11 Best Practices To Make Employees Loyal And Committed

Employee loyalty is not something that evolves on its own. It can be built or destroyed with actions.

There are two major factors that influence employees to be loyal or disloyal: One is culture, and the other is employers’ character, attitude, and loyalty to the company.

So it’s all up to you to encourage loyalty in the workplace.

Employee feeling disengaged

But it’s easier said than done.

It requires a lot of work and time: You must adopt best practices to win employees’ loyalty and support.

The thumb rule is if you take responsibility to keep employees happy, they keep your business happy.

Otherwise, studies have proved that many employees leave due to bad managers.

After researching and experiencing for years, I have found that great leaders and managers can use the 11 best practices to make employees loyal and committed.

To make employees loyal, be loyal first.

Employee loyalty begins with employer loyalty.

– Harvey Mackay

Loyalty is an emotional attachment. Any emotional attachment is one-to-one bonding. If you are loyal to the employees, it will magically encourage employees to be loyal.

So the shortcut to making employees loyal is to be loyal to them.

You should remember that this can’t be 100% true because of many external factors.

You might not know the circumstances your employees are living in.

So to make them even more loyal, you should also understand their life goals, purposes, and hardships.

All this will make you realize their potential, and then you can take the optimal according to their abilities and potential.

Once you adopt this habit, employees will feel more engaged and loyal to the organization.

Value their role

Researchers have proved that humans strive to feel valued. Value leads to trust, and trust makes people loyal.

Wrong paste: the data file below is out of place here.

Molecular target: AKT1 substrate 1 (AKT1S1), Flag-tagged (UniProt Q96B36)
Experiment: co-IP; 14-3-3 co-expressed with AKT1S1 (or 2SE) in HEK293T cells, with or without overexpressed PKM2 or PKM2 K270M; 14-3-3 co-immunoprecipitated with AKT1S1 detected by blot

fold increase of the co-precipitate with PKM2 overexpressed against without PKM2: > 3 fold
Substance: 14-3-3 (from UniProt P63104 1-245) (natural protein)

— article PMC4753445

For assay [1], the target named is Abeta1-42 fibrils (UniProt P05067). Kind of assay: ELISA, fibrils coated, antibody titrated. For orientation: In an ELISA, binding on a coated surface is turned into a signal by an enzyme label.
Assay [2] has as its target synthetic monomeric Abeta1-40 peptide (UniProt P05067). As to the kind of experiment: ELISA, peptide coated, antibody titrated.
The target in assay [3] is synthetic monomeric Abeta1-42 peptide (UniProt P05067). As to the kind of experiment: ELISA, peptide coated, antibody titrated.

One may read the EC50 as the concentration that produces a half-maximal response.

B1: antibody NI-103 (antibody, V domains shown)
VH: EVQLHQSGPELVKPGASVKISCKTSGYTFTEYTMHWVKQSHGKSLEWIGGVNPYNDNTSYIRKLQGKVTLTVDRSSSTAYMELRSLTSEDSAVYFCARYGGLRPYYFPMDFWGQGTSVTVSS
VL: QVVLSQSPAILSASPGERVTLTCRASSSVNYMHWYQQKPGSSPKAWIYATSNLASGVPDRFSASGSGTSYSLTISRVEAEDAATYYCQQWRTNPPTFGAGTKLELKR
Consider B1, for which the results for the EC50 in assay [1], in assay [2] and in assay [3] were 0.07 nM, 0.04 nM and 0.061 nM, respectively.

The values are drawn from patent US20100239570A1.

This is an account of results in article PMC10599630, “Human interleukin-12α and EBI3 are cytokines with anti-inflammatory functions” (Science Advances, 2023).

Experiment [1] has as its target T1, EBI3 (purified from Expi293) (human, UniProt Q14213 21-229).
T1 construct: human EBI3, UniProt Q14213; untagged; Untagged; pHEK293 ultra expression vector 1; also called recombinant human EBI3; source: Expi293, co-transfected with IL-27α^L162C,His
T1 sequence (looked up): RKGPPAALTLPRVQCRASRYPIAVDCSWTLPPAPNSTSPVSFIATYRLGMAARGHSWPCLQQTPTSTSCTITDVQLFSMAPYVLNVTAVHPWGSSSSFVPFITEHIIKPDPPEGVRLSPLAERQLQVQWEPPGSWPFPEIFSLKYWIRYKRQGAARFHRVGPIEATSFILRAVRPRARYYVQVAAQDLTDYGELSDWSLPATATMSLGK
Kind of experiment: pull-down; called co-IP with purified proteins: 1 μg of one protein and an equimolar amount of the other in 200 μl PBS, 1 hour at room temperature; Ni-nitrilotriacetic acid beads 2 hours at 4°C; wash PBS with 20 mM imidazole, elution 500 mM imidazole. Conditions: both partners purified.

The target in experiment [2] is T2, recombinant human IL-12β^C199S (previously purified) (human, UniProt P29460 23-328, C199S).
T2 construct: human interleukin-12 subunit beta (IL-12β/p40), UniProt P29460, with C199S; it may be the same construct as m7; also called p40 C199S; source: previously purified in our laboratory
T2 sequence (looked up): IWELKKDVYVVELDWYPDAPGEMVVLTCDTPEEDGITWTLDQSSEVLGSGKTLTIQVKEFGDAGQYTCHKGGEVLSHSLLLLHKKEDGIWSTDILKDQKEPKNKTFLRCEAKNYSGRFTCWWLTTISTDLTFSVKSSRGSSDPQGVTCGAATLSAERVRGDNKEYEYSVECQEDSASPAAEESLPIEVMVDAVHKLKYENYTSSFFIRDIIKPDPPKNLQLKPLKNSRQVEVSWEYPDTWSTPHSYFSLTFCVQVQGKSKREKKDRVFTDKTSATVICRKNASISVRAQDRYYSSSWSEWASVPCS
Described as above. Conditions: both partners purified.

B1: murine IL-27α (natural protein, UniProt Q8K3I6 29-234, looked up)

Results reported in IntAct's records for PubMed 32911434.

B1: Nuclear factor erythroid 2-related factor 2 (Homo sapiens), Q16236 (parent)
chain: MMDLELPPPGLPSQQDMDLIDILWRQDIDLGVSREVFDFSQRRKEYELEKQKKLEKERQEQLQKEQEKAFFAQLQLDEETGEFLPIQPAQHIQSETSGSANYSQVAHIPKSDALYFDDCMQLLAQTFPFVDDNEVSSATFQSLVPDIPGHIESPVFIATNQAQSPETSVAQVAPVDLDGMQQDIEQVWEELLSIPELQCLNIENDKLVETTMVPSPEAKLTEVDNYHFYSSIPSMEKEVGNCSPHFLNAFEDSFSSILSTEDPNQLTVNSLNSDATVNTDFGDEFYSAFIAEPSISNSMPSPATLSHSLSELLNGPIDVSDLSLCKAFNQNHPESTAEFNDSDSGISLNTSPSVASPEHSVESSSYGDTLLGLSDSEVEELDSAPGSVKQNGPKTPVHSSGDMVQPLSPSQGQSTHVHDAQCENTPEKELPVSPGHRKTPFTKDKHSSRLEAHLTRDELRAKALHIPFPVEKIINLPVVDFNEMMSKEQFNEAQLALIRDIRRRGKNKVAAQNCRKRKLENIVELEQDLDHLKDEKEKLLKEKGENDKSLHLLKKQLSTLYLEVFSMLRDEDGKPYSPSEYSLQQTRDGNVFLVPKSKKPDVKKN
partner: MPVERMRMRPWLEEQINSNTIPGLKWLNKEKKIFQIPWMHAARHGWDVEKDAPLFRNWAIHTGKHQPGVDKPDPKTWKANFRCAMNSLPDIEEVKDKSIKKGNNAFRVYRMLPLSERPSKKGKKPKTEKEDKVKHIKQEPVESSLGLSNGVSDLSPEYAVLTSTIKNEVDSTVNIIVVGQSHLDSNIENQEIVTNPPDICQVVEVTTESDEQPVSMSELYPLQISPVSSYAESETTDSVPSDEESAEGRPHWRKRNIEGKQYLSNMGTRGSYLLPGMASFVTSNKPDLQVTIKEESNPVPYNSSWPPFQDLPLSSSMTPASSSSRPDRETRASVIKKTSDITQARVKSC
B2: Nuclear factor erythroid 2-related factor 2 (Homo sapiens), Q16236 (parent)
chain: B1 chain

Thus valuing employees is another best practice to make employees loyal to their work.

If you do not value your employees or their roles, they will be less involved. They will keep dreaming of some valuable jobs. The reason is that everyone wants to make a difference.

Here is an example.

A manager must value every employee’s role, no matter how big or small the position is. Even your sweeper should realize he is doing an important task and cleanliness is a core of company values.

Secondly, if they don’t work properly, it will negatively impact employees’ performance.

In short, making them realize they are as important as any other employee will make them feel valued and loyal to the company.

There could be many other ways to recognize and value your employees. I use the simplest one in my organization: I regularly nominate an employee of the month.

It makes employees emotionally attached to the institution and value their jobs.

Some great leaders send work anniversary messages to their teams to make them realize that their existence matters and they are getting your attention.

Additionally, valuing employees also helps you attract and retain loyal employees.


Appreciation is one of the best practices to make people loyal to your company. This practice even works equally for bad employees.

Psychologists agree that all humans love to be appreciated. Appreciation makes us feel that leaders notice us and that our work is significant in their business.

And the fantastic thing about appreciation is that it costs nothing.

In the book “One Minute Manager,” Kenneth Blanchard says that even one minute of appreciation is enough to make people feel valued and take responsibility for their work.

But unfortunately, 59% of Americans reported (in a poll) that their managers never appreciated them. The fact is that if managers spend time as they should, it will induce loyalty. Here is how managers should spend time in the workplace.

Not valuing employees makes them feel disappointed and less productive.

A study found that 66% of employees would rather quit their jobs if managers did not appreciate them.

Many successful businesses keep appreciation an integral part of their business. They have realized that it matters the most.